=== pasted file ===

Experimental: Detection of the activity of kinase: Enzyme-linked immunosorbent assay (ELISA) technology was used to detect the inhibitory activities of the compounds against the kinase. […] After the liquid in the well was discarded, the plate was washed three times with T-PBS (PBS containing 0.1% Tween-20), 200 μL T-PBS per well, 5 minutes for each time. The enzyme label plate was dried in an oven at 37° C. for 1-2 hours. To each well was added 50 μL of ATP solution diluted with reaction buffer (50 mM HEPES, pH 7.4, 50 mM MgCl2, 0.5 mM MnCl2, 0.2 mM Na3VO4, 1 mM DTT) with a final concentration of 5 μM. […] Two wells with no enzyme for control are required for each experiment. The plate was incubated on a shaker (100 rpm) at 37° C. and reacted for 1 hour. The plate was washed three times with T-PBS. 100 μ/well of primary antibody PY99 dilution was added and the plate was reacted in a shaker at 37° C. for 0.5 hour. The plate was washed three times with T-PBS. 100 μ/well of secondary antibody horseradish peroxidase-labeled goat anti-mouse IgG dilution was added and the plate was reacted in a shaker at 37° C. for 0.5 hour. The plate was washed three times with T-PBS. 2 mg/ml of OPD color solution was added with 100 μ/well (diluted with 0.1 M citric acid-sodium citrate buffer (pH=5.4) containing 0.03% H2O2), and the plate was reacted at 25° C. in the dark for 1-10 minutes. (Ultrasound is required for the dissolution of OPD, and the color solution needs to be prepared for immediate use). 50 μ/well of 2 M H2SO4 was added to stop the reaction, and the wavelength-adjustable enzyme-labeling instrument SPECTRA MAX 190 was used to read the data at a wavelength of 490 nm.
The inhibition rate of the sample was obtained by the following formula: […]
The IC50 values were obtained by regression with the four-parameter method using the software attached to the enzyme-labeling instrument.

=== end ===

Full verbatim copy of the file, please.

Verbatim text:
Experimental: Detection of the activity of kinase: Enzyme-linked immunosorbent assay (ELISA) technology was used to detect the inhibitory activities of the compounds against the kinase. […] After the liquid in the well was discarded, the plate was washed three times with T-PBS (PBS containing 0.1% Tween-20), 200 μL T-PBS per well, 5 minutes for each time. The enzyme label plate was dried in an oven at 37° C. for 1-2 hours. To each well was added 50 μL of ATP solution diluted with reaction buffer (50 mM HEPES, pH 7.4, 50 mM MgCl2, 0.5 mM MnCl2, 0.2 mM Na3VO4, 1 mM DTT) with a final concentration of 5 μM. […] Two wells with no enzyme for control are required for each experiment. The plate was incubated on a shaker (100 rpm) at 37° C. and reacted for 1 hour. The plate was washed three times with T-PBS. 100 μ/well of primary antibody PY99 dilution was added and the plate was reacted in a shaker at 37° C. for 0.5 hour. The plate was washed three times with T-PBS. 100 μ/well of secondary antibody horseradish peroxidase-labeled goat anti-mouse IgG dilution was added and the plate was reacted in a shaker at 37° C. for 0.5 hour. The plate was washed three times with T-PBS. 2 mg/ml of OPD color solution was added with 100 μ/well (diluted with 0.1 M citric acid-sodium citrate buffer (pH=5.4) containing 0.03% H2O2), and the plate was reacted at 25° C. in the dark for 1-10 minutes. (Ultrasound is required for the dissolution of OPD, and the color solution needs to be prepared for immediate use). 50 μ/well of 2 M H2SO4 was added to stop the reaction, and the wavelength-adjustable enzyme-labeling instrument SPECTRA MAX 190 was used to read the data at a wavelength of 490 nm.
The inhibition rate of the sample was obtained by the following formula: […]
The IC50 values were obtained by regression with the four-parameter method using the software attached to the enzyme-labeling instrument.